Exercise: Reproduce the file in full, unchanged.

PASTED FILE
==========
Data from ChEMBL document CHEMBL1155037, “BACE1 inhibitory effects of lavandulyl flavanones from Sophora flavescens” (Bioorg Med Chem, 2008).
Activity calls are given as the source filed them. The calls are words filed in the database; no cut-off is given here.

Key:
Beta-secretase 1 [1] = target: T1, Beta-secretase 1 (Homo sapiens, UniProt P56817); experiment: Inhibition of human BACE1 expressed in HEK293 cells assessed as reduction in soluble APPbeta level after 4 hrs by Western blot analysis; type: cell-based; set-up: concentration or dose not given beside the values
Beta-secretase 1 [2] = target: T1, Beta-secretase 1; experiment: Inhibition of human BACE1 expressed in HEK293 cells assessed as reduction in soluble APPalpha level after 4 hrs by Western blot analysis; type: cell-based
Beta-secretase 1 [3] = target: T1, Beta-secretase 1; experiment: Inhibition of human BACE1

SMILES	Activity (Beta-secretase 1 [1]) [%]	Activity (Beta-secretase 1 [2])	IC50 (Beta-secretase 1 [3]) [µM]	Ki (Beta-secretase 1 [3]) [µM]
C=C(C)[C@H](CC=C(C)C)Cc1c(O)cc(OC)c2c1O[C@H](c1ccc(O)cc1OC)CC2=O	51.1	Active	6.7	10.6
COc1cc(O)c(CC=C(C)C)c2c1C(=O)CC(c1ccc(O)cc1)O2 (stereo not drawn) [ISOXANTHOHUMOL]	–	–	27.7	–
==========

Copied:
Data from ChEMBL document CHEMBL1155037, “BACE1 inhibitory effects of lavandulyl flavanones from Sophora flavescens” (Bioorg Med Chem, 2008).
Activity calls are given as the source filed them. The calls are words filed in the database; no cut-off is given here.

Key:
Beta-secretase 1 [1] = target: T1, Beta-secretase 1 (Homo sapiens, UniProt P56817); experiment: Inhibition of human BACE1 expressed in HEK293 cells assessed as reduction in soluble APPbeta level after 4 hrs by Western blot analysis; type: cell-based; set-up: concentration or dose not given beside the values
Beta-secretase 1 [2] = target: T1, Beta-secretase 1; experiment: Inhibition of human BACE1 expressed in HEK293 cells assessed as reduction in soluble APPalpha level after 4 hrs by Western blot analysis; type: cell-based
Beta-secretase 1 [3] = target: T1, Beta-secretase 1; experiment: Inhibition of human BACE1

SMILES	Activity (Beta-secretase 1 [1]) [%]	Activity (Beta-secretase 1 [2])	IC50 (Beta-secretase 1 [3]) [µM]	Ki (Beta-secretase 1 [3]) [µM]
C=C(C)[C@H](CC=C(C)C)Cc1c(O)cc(OC)c2c1O[C@H](c1ccc(O)cc1OC)CC2=O	51.1	Active	6.7	10.6
COc1cc(O)c(CC=C(C)C)c2c1C(=O)CC(c1ccc(O)cc1)O2 (stereo not drawn) [ISOXANTHOHUMOL]	–	–	27.7	–